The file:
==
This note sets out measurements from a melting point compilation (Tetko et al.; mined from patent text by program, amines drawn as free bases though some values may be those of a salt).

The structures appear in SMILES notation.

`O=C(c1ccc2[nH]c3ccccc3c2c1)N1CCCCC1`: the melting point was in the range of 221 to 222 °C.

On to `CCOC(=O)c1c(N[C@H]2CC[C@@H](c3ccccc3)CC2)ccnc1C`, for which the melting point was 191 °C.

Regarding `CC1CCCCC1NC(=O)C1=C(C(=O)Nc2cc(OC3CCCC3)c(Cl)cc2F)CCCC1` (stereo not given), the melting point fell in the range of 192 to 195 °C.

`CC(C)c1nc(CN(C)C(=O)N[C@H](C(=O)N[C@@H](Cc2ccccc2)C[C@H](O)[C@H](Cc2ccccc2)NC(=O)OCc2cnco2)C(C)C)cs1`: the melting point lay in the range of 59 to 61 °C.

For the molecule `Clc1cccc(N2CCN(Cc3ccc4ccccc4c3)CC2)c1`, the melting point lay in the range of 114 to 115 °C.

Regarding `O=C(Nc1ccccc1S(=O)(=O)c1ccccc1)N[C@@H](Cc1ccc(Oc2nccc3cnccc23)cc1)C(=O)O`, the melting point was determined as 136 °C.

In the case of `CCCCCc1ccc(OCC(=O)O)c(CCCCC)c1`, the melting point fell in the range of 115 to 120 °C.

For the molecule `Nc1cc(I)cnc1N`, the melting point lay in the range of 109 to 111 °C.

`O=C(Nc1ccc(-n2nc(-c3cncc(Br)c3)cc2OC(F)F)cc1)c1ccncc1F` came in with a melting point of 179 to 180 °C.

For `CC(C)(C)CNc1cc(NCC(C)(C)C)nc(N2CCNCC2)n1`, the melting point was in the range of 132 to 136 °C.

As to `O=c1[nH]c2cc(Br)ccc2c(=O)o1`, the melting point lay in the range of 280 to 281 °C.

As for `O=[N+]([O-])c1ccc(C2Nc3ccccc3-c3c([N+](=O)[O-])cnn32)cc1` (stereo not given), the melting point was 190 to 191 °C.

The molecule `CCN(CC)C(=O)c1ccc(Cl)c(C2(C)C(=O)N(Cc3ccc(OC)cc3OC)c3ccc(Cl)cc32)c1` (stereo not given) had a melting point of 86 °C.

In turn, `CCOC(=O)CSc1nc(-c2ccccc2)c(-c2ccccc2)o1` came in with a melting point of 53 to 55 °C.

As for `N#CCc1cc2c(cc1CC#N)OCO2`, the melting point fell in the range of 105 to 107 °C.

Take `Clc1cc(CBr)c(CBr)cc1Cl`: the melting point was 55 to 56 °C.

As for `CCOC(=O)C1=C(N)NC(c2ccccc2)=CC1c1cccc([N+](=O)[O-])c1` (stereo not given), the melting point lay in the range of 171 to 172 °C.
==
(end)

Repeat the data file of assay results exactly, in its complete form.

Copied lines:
This note sets out measurements from a melting point compilation (Tetko et al.; mined from patent text by program, amines drawn as free bases though some values may be those of a salt).

The structures appear in SMILES notation.

`O=C(c1ccc2[nH]c3ccccc3c2c1)N1CCCCC1`: the melting point was in the range of 221 to 222 °C.

On to `CCOC(=O)c1c(N[C@H]2CC[C@@H](c3ccccc3)CC2)ccnc1C`, for which the melting point was 191 °C.

Regarding `CC1CCCCC1NC(=O)C1=C(C(=O)Nc2cc(OC3CCCC3)c(Cl)cc2F)CCCC1` (stereo not given), the melting point fell in the range of 192 to 195 °C.

`CC(C)c1nc(CN(C)C(=O)N[C@H](C(=O)N[C@@H](Cc2ccccc2)C[C@H](O)[C@H](Cc2ccccc2)NC(=O)OCc2cnco2)C(C)C)cs1`: the melting point lay in the range of 59 to 61 °C.

For the molecule `Clc1cccc(N2CCN(Cc3ccc4ccccc4c3)CC2)c1`, the melting point lay in the range of 114 to 115 °C.

Regarding `O=C(Nc1ccccc1S(=O)(=O)c1ccccc1)N[C@@H](Cc1ccc(Oc2nccc3cnccc23)cc1)C(=O)O`, the melting point was determined as 136 °C.

In the case of `CCCCCc1ccc(OCC(=O)O)c(CCCCC)c1`, the melting point fell in the range of 115 to 120 °C.

For the molecule `Nc1cc(I)cnc1N`, the melting point lay in the range of 109 to 111 °C.

`O=C(Nc1ccc(-n2nc(-c3cncc(Br)c3)cc2OC(F)F)cc1)c1ccncc1F` came in with a melting point of 179 to 180 °C.

For `CC(C)(C)CNc1cc(NCC(C)(C)C)nc(N2CCNCC2)n1`, the melting point was in the range of 132 to 136 °C.

As to `O=c1[nH]c2cc(Br)ccc2c(=O)o1`, the melting point lay in the range of 280 to 281 °C.

As for `O=[N+]([O-])c1ccc(C2Nc3ccccc3-c3c([N+](=O)[O-])cnn32)cc1` (stereo not given), the melting point was 190 to 191 °C.

The molecule `CCN(CC)C(=O)c1ccc(Cl)c(C2(C)C(=O)N(Cc3ccc(OC)cc3OC)c3ccc(Cl)cc32)c1` (stereo not given) had a melting point of 86 °C.

In turn, `CCOC(=O)CSc1nc(-c2ccccc2)c(-c2ccccc2)o1` came in with a melting point of 53 to 55 °C.

As for `N#CCc1cc2c(cc1CC#N)OCO2`, the melting point fell in the range of 105 to 107 °C.

Take `Clc1cc(CBr)c(CBr)cc1Cl`: the melting point was 55 to 56 °C.

As for `CCOC(=O)C1=C(N)NC(c2ccccc2)=CC1c1cccc([N+](=O)[O-])c1` (stereo not given), the melting point lay in the range of 171 to 172 °C.